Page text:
All children should have a safe and happy start in their life and survey will help us, says Lincolnshire council leader
We all want to see our children and young people have a happy and safe start to their lives, and go on to be well-adjusted adults, says leader of Lincolnshire County Council, Councillor Martin Hill.
Of course, most parents are able to do this, some may need support to help them achieve this, and sadly, a small amount of children will need others to provide that care.
At the county council we have a great track record of providing outstanding children’s services in Lincolnshire, and our continued hard work has really positive impacts on the lives of Lincolnshire children and their families.
A visit by Ofsted inspectors praised the council for ensuring families receive the right help at the right time, with a clear focus on the needs of the children. This has led to a strong focus on reducing risk faced by children and improving their chances in life.
They also spoke positively about the tailored support provided to those children on the edge of entering care. This multidisciplinary team, including mental health services, education mentors and youth offending officers, focuses on restoring family relationships and working towards a positive future.
This is a ringing endorsement for the hard-working staff who ensure children, young people and their families receive the services they need.
Our continued investment in schools for those with Special Educational Needs and Disabilities has already delivered a new school, alongside improvements at existing sites, creating additional places and better facilities.
Recently, we completed a new extension to The Willoughby Academy in Bourne, which is set to be officially opened in early May. The new building incorporates new classrooms and hygiene suites, along with a dining hall and nurse and physio spaces. In addition, pupils can enjoy extensively remodelled outdoor play areas, while the school’s car park has also been extended. I’m sure these improvements will be of great benefit to both current pupils and those of the future.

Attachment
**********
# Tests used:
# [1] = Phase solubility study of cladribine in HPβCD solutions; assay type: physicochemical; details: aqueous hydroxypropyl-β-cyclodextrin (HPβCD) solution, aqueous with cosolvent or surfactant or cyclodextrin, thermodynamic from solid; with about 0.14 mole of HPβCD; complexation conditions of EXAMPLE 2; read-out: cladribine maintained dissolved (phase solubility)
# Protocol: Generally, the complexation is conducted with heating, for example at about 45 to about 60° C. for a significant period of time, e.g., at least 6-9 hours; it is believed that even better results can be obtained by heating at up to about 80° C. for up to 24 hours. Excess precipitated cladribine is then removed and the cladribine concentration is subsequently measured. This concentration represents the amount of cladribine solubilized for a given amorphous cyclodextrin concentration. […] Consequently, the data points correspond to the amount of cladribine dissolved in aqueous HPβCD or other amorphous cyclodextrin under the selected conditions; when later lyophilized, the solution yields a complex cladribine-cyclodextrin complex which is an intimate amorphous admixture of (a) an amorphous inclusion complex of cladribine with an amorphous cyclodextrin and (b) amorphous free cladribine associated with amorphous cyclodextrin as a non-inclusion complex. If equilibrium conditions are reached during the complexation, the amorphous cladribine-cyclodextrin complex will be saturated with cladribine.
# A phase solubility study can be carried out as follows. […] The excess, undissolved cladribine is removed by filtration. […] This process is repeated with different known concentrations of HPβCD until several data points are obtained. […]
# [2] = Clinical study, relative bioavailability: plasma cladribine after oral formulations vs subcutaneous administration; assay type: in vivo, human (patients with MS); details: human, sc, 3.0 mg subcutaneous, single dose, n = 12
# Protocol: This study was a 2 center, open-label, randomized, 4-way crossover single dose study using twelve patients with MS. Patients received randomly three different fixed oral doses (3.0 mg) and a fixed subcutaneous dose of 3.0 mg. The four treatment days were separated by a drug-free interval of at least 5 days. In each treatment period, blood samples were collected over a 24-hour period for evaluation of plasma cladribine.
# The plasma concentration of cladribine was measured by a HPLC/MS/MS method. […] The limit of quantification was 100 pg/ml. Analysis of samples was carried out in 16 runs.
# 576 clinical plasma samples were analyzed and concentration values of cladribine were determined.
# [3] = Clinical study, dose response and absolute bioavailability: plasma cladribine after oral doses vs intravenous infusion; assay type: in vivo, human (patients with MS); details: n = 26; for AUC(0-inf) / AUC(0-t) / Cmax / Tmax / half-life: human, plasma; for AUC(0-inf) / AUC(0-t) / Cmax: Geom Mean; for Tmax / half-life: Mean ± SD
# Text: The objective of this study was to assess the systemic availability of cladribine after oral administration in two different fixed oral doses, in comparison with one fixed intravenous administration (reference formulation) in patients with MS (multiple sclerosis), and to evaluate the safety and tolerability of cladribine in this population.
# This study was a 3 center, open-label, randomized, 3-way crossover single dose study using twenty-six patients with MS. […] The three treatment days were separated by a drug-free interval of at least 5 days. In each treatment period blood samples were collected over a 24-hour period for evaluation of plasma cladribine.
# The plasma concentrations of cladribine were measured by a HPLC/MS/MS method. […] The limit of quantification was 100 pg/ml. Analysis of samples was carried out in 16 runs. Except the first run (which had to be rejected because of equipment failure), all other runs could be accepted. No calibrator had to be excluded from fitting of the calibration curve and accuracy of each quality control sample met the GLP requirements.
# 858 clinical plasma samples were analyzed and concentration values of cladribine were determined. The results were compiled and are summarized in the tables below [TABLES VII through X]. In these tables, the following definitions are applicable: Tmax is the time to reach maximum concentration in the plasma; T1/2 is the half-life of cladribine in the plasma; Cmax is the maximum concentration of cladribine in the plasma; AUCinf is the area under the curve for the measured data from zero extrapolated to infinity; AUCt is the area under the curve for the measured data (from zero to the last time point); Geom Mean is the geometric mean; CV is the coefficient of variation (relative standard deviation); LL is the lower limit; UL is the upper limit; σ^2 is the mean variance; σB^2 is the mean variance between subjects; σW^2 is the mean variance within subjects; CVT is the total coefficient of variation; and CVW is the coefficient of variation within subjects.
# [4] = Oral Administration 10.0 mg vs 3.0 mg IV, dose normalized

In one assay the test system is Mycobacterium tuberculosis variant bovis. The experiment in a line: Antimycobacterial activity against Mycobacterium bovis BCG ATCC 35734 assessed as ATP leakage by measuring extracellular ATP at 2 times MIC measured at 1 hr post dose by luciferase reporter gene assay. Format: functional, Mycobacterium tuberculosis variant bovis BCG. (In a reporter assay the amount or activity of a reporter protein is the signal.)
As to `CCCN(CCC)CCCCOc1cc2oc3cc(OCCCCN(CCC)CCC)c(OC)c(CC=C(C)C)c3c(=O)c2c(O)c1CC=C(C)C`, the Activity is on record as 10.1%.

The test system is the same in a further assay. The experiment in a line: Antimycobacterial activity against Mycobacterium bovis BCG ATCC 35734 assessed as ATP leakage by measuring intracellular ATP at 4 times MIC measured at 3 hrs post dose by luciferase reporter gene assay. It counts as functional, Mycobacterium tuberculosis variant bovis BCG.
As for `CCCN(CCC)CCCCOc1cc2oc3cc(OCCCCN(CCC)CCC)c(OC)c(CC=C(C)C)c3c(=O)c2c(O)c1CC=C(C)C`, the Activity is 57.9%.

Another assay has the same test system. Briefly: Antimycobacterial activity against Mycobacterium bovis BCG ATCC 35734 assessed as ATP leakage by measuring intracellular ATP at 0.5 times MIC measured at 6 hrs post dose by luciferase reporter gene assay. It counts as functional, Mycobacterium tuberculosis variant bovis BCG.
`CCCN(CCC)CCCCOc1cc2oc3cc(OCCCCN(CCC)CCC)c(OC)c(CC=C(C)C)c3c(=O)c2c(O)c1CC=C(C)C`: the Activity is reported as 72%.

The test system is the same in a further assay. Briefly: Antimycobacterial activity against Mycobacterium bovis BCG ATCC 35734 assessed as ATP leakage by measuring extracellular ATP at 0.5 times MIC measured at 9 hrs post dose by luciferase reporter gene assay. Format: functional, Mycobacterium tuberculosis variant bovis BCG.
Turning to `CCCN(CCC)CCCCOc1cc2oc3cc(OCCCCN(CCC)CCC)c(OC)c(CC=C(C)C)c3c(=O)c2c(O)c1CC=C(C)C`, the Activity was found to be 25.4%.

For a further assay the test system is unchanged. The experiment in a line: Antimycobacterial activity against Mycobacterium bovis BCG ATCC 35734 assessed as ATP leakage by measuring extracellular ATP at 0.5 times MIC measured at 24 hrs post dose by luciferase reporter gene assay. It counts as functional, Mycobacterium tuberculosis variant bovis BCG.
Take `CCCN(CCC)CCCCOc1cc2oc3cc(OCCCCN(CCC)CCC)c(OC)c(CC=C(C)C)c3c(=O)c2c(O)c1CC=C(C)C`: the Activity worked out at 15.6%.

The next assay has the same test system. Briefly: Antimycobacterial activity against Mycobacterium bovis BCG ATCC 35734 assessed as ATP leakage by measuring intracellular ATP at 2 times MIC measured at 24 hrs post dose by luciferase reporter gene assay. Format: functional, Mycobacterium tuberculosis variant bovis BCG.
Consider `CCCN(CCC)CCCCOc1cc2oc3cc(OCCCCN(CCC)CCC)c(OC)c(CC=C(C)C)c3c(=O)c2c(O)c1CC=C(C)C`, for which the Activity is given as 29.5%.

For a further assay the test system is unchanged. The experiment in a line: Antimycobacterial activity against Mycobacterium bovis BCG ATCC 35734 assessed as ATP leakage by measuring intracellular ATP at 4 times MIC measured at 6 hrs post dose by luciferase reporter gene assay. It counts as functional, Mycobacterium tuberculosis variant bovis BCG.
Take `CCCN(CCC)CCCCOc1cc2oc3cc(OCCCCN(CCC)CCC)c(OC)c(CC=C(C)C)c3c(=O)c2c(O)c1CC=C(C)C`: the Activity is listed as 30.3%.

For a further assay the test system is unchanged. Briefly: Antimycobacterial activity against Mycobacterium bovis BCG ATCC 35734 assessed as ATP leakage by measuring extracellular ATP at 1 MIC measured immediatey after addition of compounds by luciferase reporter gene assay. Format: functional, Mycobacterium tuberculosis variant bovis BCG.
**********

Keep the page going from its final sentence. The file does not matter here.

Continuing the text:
The council has also earmarked £1.5m for the creation of two new children’s homes in the county, providing residential care for 12 to 18-year-olds with an emphasis on creating a domestic and homely environment for them.
I’m delighted that our recent primary schools admissions process saw 99 per cent of children offered a place at one of their preferred schools this year.
We also work closely with childcare providers to ensure there are sufficient childcare places for working parents, parents studying or training, and for disabled children. As part of this process, we’re asking parents to complete a short survey to help the authority assess the need for childcare places across the county. The information provided helps us identify any gaps in local provision.
Please take the time to share your views, so we can ensure the childcare sector meets local needs. The survey runs from April 25 to May 6 and can be found online at lincolnshire.gov.uk/letstalk